The White House, State Department and Hillary Clinton’s personal office knew in August that House Republicans had received information showing that the former secretary of state conducted official government business through her private email account — and Clinton’s staff made the decision to keep quiet.
Sources familiar with the discussions say key people in the Obama administration and on Clinton’s staff were aware that the revelation could be explosive for the all-but-announced candidate for president. But those involved deferred to Clinton’s aides, and they decided not to respond.
In the end, Clinton’s staff waited six months — until after the New York Times published a story on Tuesday about the email account and the possibility that it hampered public access to official records — to begin their response.
Clinton’s slow-off-the-block defense has left many political strategists and observers confused because even a presidential campaign in its early stages should have been prepared to get out ahead of bad news. Had the existence of the email address and private server been made public in August, they say, it could have become a marginal issue in the run-up to the midterm elections, which Democrats badly lost anyway and in which Clinton wasn’t a candidate. But the decision to let it linger has meant it will cast a much larger shadow over Clinton’s expected campaign announcement.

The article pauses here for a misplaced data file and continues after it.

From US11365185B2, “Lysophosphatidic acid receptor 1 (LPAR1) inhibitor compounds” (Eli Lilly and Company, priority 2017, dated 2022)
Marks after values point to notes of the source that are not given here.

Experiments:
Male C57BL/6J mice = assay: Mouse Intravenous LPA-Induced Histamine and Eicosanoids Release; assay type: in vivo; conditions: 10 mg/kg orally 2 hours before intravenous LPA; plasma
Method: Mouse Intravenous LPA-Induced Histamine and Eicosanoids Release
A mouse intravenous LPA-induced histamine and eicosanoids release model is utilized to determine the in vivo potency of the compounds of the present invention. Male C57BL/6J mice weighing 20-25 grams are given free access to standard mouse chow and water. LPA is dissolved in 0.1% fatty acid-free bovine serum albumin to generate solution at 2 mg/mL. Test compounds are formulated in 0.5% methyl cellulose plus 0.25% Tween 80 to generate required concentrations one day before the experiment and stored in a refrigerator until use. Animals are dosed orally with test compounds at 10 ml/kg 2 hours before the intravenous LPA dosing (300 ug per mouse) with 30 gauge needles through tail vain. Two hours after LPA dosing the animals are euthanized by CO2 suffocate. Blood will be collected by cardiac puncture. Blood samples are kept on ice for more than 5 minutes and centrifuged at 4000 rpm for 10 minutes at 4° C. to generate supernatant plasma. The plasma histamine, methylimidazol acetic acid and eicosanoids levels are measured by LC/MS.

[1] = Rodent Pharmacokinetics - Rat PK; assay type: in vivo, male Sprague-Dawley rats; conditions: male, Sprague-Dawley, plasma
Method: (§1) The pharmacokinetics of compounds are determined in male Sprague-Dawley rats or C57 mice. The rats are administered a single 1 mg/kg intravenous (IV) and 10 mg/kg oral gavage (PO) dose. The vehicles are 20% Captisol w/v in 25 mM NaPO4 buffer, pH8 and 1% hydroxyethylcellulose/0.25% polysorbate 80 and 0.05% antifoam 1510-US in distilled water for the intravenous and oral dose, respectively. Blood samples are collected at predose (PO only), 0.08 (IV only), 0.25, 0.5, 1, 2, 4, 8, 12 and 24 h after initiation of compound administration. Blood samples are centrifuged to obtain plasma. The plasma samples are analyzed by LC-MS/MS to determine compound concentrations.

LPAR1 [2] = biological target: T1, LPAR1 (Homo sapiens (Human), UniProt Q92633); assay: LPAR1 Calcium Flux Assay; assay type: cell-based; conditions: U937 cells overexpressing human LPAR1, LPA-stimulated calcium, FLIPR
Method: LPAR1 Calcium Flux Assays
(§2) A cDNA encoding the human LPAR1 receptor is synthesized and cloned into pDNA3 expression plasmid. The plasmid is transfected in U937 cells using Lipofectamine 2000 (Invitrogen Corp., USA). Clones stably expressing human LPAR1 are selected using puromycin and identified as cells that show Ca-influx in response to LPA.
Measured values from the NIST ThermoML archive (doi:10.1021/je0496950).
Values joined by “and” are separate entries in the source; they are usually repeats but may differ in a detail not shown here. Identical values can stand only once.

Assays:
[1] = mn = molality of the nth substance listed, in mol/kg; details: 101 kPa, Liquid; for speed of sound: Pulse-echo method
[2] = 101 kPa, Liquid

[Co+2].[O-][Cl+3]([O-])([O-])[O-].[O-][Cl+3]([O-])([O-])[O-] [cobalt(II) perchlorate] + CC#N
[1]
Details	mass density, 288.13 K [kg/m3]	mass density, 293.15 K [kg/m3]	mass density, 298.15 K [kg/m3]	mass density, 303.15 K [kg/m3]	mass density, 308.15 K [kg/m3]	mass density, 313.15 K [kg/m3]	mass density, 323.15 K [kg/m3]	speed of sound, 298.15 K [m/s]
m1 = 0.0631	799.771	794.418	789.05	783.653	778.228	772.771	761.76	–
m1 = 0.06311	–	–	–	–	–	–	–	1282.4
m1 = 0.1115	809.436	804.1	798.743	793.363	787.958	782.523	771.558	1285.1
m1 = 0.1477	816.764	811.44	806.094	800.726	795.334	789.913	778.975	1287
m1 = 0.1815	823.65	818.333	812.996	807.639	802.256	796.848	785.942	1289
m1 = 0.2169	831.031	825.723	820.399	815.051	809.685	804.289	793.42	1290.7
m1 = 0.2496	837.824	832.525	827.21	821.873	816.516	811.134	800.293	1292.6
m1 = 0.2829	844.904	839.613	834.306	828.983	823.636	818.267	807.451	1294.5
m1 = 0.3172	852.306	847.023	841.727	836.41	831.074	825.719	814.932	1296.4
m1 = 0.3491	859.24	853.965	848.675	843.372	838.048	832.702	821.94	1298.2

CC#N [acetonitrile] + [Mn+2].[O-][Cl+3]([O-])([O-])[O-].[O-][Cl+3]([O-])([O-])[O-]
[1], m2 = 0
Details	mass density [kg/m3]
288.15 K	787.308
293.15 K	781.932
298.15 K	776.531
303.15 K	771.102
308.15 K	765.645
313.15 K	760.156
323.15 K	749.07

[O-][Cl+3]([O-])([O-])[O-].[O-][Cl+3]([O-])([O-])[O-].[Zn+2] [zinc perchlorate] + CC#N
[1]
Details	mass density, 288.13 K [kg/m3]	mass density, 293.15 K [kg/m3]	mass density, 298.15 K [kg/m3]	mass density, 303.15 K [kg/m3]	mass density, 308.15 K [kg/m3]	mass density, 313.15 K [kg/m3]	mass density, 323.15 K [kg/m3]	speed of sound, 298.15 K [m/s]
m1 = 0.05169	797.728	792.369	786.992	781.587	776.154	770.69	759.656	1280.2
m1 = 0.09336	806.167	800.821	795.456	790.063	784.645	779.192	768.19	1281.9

According to the sources, the problem came to light in August as the State Department prepared to respond to a request from the House Select Committee investigating the attack on the U.S. consulate in Benghazi, Libya. State Department officials noticed that some of the 15,000 pages of documents included a personal email address for Clinton, and State and White House officials conferred on how to handle the revelation, which they expected the committee to notice. But they felt that Clinton’s personal staff should take the lead, since she was no longer in government, and Clinton aides decided to wait and see.